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GIGLI 2: THE GRAVID: J-Lo gets pregnant.

Animal House

Cheesy romcom gags and maintenance-free critters in 'The Back-up Plan'

By Richard von Busack

A CRAFTY editor could take The Back-up Plan and turn it into a horror story: too-trusting J-Lo is lured to a rural goat farm and forced to foal the anti-Christ by cultists. A natural childbirth scene has a tattooed weirdette ululating like Yma Sumac, so there would be room for the appropriately hellish wails on the soundtrack. Until that's done, you must watch what's onscreen—or listlessly text messages to friends as the Cosmos slowly wear off. The Back-up Plan is padded with dog-reaction shots; Nutsy the Crippled Boston Terrier gets more arf than larf. He has the final bark: "So long, suckers!" is what it sounded like to me.

The blinking dog adds to the running time, which also lards on the distinctions of J-Lo: "You're this incredibly accomplished person—sweet and sassy" and so forth.

Lopez plays Zoe, a Manhattan boutique pet-store owner who has given up hope on Mr. Right and has decided to go for a turkey-baster babe. Shortly after impregnation, she fights over a cab with Stan (Alex O'Loughlin, combining the least-interesting elements of Dermot Mulroney and Keanu Reeves). This is what passes for a meet-cute. It gets done twice, in case we missed it the first time. She falls in love, but has trouble telling him that she's got a stranger's seed in her womb.

Your typical romcom hunk has been greenwashed here; Stan runs a goat-cheese stall at the Tribeca farmers market, and he has a herd of goats upstate. He apparently milks them through osmosis, because the farm goes on the backburner. Making Stan a cheesemonger gives critics a free one. But artisan cheese makers work hard for a living, and this movie isn't even as earthy as Kraft. Ultralong snits follow every fake-ass argument.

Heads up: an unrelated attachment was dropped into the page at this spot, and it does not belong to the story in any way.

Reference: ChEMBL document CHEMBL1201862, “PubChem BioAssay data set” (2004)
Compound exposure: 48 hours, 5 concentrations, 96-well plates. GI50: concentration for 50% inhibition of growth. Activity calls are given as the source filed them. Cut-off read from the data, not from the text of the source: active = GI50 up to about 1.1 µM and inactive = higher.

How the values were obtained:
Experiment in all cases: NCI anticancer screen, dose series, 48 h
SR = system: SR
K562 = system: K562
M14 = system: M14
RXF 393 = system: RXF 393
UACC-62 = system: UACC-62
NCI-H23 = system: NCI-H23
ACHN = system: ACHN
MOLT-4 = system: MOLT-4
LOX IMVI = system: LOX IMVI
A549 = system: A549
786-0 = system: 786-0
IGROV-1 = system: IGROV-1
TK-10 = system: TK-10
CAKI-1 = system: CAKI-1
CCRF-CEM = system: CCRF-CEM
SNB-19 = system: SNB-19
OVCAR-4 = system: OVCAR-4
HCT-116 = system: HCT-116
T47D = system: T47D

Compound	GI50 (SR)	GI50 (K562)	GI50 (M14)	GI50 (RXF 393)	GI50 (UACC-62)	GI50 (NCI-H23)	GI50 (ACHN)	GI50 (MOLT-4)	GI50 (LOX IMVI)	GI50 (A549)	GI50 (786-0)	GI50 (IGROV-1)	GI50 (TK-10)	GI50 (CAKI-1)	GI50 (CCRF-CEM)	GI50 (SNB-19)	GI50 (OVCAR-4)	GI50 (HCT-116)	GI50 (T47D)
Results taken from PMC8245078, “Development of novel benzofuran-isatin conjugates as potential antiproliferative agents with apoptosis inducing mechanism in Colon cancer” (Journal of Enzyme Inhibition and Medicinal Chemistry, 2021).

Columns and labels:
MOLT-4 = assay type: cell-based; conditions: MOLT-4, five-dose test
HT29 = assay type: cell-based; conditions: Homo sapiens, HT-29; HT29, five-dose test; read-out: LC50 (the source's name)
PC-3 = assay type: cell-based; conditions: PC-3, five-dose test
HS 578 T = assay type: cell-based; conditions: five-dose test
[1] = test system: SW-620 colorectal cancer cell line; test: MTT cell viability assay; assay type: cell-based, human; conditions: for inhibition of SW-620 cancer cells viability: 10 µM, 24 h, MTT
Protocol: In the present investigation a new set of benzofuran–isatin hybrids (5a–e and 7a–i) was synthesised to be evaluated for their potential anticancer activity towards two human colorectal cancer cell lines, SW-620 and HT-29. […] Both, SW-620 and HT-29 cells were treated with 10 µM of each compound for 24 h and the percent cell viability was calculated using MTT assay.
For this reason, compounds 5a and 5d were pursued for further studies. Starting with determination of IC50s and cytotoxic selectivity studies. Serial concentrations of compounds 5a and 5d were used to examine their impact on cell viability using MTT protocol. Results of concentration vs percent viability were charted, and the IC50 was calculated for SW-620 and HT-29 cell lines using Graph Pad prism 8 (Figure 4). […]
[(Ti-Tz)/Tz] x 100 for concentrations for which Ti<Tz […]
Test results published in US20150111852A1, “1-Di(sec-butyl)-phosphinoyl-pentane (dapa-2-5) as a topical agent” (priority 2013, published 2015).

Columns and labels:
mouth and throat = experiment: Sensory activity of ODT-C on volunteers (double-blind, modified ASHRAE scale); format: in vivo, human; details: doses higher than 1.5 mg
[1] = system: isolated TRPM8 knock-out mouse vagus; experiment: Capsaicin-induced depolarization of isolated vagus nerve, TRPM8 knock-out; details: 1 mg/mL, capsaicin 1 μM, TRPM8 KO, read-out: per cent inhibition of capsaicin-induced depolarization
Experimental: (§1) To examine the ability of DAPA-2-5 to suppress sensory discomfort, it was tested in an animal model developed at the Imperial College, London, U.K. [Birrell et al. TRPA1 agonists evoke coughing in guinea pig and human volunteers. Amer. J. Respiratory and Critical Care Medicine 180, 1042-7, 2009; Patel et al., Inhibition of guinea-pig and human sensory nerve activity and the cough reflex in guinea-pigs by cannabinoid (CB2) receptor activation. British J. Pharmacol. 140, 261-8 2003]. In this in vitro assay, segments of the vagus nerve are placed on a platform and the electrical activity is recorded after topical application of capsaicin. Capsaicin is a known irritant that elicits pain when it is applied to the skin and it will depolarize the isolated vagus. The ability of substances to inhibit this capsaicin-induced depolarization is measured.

Speaking of ass, Lopez memorializes her salient feature: "I miss my old butt." Let's say that Lopez's appeal was due to face matching ass, a pertness and insouciance at both ends. Whatever she had has fled. Lopez tries to recall it like a politician might, through an assumption of earthiness: eating wieners from Gray's Papaya or chowing down on pizza.

The movie is a bizarre mix of the clinical—dog spew, doo-doo, vadge blood on a doctor's glove—and the bland, expensive and idealized: Zoe goes into labor with perfect makeup on and an orchid behind her ear. No relief by Michaela Watkins as Zoe's best pal, a bitter housewife; her four kids seem to be raising themselves, like the pets and the goats.

When a star vehicle goes this wrong and is this out of it, one has to agree with what Stan says to Zoe after one of their pointless fights: "When you do the autopsy on this, you'll find there's no one to blame but yourself."

THE BACK-UP PLAN (PG-13; 106 min.), directed by Alan Poul, written by Kate Angelo, photographed by Xavier Pérez Grobet and starring Jennifer Lopez, plays countywide.

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